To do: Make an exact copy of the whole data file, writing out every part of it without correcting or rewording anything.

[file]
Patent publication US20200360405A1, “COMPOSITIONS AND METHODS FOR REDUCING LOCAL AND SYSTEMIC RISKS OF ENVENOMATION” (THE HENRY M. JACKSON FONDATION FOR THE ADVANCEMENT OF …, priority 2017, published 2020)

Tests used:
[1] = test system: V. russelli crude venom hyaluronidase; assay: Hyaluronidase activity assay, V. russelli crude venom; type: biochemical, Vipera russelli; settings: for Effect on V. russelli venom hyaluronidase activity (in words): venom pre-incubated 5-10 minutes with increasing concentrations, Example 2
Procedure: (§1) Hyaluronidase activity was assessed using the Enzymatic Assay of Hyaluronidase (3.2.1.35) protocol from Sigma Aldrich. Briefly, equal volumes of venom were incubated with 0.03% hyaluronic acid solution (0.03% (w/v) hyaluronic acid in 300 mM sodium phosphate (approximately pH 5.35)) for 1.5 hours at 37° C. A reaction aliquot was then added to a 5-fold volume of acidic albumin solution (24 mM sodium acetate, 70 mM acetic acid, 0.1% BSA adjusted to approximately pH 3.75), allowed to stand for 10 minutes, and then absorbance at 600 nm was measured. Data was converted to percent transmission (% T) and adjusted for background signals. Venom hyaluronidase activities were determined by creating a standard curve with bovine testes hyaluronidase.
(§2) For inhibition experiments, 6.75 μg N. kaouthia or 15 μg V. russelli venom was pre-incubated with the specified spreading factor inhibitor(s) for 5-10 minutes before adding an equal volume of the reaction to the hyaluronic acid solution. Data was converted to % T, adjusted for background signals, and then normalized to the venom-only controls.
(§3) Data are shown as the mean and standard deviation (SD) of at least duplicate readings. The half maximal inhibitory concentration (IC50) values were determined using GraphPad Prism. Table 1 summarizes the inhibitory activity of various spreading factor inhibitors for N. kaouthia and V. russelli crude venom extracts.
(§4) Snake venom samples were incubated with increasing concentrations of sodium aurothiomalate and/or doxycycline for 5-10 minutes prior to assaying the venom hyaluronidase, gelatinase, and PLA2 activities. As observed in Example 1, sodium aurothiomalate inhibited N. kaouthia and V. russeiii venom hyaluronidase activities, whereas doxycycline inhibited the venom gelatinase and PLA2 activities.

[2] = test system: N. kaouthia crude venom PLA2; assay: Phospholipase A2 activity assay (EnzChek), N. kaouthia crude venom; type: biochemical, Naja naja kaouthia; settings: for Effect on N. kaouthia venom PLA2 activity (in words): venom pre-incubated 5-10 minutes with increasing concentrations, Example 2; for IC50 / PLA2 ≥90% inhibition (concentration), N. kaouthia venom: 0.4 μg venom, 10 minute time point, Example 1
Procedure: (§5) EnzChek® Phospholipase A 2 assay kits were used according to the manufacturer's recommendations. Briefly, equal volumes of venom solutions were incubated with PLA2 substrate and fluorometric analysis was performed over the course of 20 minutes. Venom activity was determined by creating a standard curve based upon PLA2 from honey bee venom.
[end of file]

Patent publication US20200360405A1, “COMPOSITIONS AND METHODS FOR REDUCING LOCAL AND SYSTEMIC RISKS OF ENVENOMATION” (THE HENRY M. JACKSON FONDATION FOR THE ADVANCEMENT OF …, priority 2017, published 2020)

Tests used:
[1] = test system: V. russelli crude venom hyaluronidase; assay: Hyaluronidase activity assay, V. russelli crude venom; type: biochemical, Vipera russelli; settings: for Effect on V. russelli venom hyaluronidase activity (in words): venom pre-incubated 5-10 minutes with increasing concentrations, Example 2
Procedure: (§1) Hyaluronidase activity was assessed using the Enzymatic Assay of Hyaluronidase (3.2.1.35) protocol from Sigma Aldrich. Briefly, equal volumes of venom were incubated with 0.03% hyaluronic acid solution (0.03% (w/v) hyaluronic acid in 300 mM sodium phosphate (approximately pH 5.35)) for 1.5 hours at 37° C. A reaction aliquot was then added to a 5-fold volume of acidic albumin solution (24 mM sodium acetate, 70 mM acetic acid, 0.1% BSA adjusted to approximately pH 3.75), allowed to stand for 10 minutes, and then absorbance at 600 nm was measured. Data was converted to percent transmission (% T) and adjusted for background signals. Venom hyaluronidase activities were determined by creating a standard curve with bovine testes hyaluronidase.
(§2) For inhibition experiments, 6.75 μg N. kaouthia or 15 μg V. russelli venom was pre-incubated with the specified spreading factor inhibitor(s) for 5-10 minutes before adding an equal volume of the reaction to the hyaluronic acid solution. Data was converted to % T, adjusted for background signals, and then normalized to the venom-only controls.
(§3) Data are shown as the mean and standard deviation (SD) of at least duplicate readings. The half maximal inhibitory concentration (IC50) values were determined using GraphPad Prism. Table 1 summarizes the inhibitory activity of various spreading factor inhibitors for N. kaouthia and V. russelli crude venom extracts.
(§4) Snake venom samples were incubated with increasing concentrations of sodium aurothiomalate and/or doxycycline for 5-10 minutes prior to assaying the venom hyaluronidase, gelatinase, and PLA2 activities. As observed in Example 1, sodium aurothiomalate inhibited N. kaouthia and V. russeiii venom hyaluronidase activities, whereas doxycycline inhibited the venom gelatinase and PLA2 activities.

[2] = test system: N. kaouthia crude venom PLA2; assay: Phospholipase A2 activity assay (EnzChek), N. kaouthia crude venom; type: biochemical, Naja naja kaouthia; settings: for Effect on N. kaouthia venom PLA2 activity (in words): venom pre-incubated 5-10 minutes with increasing concentrations, Example 2; for IC50 / PLA2 ≥90% inhibition (concentration), N. kaouthia venom: 0.4 μg venom, 10 minute time point, Example 1
Procedure: (§5) EnzChek® Phospholipase A 2 assay kits were used according to the manufacturer's recommendations. Briefly, equal volumes of venom solutions were incubated with PLA2 substrate and fluorometric analysis was performed over the course of 20 minutes. Venom activity was determined by creating a standard curve based upon PLA2 from honey bee venom.